To talk about authorship as either native or not requires a certain clarification regarding what exactly is being authored. In a completely naïve sense, the authorship of an architectural work is a matter of law, defined by legal precedent and stipulated by conventional contractual arrangements between architects and their clients. But in order for any work of architecture to appear, the work of architecture must be organized across globally networked economies through software protocols, specifications and the like. These networks are fabricated by the architectural act, but not necessarily authored in the ways in which we’re comfortable using that term. This means that responsibility for their production becomes a much more complicated question that this project attempts to explore.

The production of the book itself suggests a sense of erasure or anonymity at specific points. How does absence figure into your book’s proposals?

I wanted the production of the catalog itself to also make visible the economies of labor and ownership that underwrite any creative content. In truth, every image in the book was stolen. Each one has been meticulously scanned with a hacked Epson Perfection V19 scanner. This hacking distorts the correct position of pixels within each image such that their reproduction in my own book skirts beneath the common legal precedents of what constitutes an image’s reproduction. Some images are more distorted than others, owing to regional differences in what constitutes fair reproduction in the specific states in which the individual image’s copyrights are held. But these quasi-legal images also retain the act of scanning itself, transforming my fingers as I scan the image into a kind of glitched graphic element that constantly appears throughout the book.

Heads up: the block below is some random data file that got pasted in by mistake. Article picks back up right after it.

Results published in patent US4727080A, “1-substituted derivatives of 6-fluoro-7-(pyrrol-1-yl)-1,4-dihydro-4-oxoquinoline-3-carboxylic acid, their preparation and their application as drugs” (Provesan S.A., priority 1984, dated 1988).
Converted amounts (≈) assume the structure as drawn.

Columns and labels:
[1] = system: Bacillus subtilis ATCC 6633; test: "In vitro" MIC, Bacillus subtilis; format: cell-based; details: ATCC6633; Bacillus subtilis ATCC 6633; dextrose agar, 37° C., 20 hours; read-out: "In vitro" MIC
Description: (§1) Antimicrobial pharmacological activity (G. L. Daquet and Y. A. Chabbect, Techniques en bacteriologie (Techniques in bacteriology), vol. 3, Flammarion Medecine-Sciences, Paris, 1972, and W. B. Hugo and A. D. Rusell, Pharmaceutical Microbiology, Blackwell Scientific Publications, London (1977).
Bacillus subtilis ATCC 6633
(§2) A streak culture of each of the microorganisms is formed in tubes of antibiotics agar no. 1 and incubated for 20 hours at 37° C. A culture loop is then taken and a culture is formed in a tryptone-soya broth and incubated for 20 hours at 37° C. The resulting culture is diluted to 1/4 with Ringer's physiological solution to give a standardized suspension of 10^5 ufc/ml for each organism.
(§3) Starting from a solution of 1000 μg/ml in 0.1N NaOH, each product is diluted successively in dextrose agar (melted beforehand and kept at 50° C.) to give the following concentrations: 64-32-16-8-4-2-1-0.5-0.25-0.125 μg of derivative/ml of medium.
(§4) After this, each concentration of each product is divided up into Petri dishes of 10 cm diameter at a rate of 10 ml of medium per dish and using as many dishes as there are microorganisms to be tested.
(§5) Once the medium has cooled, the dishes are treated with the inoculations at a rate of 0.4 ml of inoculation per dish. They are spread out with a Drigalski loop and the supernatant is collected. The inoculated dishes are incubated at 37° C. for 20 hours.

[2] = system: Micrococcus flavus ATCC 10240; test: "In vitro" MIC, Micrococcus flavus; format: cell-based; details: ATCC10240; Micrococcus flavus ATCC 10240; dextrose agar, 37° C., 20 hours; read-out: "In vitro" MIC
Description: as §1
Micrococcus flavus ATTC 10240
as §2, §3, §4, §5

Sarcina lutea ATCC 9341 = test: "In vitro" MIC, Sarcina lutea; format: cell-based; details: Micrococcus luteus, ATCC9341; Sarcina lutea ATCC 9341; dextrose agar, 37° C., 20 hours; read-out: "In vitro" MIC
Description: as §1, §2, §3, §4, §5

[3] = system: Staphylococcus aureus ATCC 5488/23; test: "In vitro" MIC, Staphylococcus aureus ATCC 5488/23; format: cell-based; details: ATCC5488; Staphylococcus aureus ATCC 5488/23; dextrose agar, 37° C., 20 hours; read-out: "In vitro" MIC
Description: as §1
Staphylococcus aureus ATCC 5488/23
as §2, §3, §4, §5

You are willing to spatialize energies: electrified distributions, airborne algorithms, etc. In what sense do these dark products or spaces ‘appear’ – as we normally expect ‘things’ to appear in the world?

In fact, I would argue that they don’t appear at all, at least in a conventional sense. For example, Revit, a popular networked drawing platform, makes incredibly complex “things” appear on a screen through the real-time coordination of geographically distributed sites of production, i.e.: a senior designer in Manhattan is working in the same screen-space as an architectural draftsperson in Ahmadabad. In this sense, in order for these “things” to appear, the geographic discontinuities have to be massaged into invisibility through the operating protocols of the software itself. This work simply asks how we might consider making these spatialized transactions visible, and thus also political.

Does  or should – the production and distribution of architectural data replicate the structural inherencies of a traditionally constructed world?

The book concludes with an epilogue in the form of an open-source syllabus for a future seminar arguing for the existence of something I’m quite casually calling Yung Distance. This course would attempt to argue that the ways in which architects are equipped to talk about the politics of space rely on a logic of space itself as a kind of Cartesian ooze traditionally delimited by form. But often today, we find a more complex repertoire of devices through which power exerts itself across distance, these tactics rely as much on conventional limits like political borders or walls as they do on the modulation of signals or the protocols of proprietary algorithms. Yung Distance is a way to begin thinking about how architecture might expand the ways in which we think about space after the internet.